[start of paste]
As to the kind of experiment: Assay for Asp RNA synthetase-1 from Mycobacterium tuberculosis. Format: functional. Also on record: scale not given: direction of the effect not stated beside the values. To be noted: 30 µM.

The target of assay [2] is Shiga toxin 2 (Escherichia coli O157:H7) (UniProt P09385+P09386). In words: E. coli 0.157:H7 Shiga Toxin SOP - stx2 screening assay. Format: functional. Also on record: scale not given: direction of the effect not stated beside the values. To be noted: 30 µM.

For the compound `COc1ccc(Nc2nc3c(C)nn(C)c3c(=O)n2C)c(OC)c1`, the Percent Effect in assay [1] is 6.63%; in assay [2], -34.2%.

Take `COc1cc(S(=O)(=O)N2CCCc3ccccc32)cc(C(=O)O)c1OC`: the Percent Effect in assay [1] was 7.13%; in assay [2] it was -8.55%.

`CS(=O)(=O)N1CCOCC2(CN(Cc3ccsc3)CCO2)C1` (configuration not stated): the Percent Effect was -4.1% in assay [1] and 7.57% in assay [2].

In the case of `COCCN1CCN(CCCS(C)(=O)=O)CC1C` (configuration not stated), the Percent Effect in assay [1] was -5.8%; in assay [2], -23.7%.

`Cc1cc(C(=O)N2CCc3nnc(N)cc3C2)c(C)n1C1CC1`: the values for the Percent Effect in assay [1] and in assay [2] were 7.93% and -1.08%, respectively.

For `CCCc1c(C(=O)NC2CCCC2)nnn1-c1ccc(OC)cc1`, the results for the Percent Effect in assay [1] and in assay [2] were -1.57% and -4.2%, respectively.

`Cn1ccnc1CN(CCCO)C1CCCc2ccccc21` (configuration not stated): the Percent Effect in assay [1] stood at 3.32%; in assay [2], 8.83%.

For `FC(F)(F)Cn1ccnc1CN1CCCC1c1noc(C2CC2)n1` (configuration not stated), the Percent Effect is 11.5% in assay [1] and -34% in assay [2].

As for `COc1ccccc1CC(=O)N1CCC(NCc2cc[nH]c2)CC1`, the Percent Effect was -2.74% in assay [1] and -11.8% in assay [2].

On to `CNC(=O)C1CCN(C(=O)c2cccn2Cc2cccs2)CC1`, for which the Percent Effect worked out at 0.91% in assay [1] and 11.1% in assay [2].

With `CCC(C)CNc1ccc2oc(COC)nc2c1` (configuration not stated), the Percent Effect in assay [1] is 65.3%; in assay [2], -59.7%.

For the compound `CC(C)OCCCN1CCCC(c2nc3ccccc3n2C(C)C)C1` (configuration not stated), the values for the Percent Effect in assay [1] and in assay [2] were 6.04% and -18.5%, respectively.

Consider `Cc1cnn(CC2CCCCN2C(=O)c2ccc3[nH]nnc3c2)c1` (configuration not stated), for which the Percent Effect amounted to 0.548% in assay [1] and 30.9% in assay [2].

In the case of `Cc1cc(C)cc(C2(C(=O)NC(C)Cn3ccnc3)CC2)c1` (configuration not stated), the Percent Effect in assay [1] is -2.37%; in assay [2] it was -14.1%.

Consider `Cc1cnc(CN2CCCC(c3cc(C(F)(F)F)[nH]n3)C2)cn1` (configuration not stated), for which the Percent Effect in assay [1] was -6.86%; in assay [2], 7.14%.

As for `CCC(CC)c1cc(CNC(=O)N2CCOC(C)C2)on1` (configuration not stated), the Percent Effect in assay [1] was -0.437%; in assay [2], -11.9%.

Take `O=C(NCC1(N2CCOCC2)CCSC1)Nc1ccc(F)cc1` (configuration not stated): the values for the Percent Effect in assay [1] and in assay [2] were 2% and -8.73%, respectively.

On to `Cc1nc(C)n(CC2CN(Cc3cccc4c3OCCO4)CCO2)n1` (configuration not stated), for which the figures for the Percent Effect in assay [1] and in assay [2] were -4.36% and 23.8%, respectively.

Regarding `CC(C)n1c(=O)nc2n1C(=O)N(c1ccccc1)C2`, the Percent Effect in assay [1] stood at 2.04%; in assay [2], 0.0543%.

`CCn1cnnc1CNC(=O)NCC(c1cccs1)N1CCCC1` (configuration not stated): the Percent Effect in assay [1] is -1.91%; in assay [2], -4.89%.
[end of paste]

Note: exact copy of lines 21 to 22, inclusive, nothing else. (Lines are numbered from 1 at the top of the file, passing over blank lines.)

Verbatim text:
Regarding `CC(C)n1c(=O)nc2n1C(=O)N(c1ccccc1)C2`, the Percent Effect in assay [1] stood at 2.04%; in assay [2], 0.0543%.

`CCn1cnnc1CNC(=O)NCC(c1cccs1)N1CCCC1` (configuration not stated): the Percent Effect in assay [1] is -1.91%; in assay [2], -4.89%.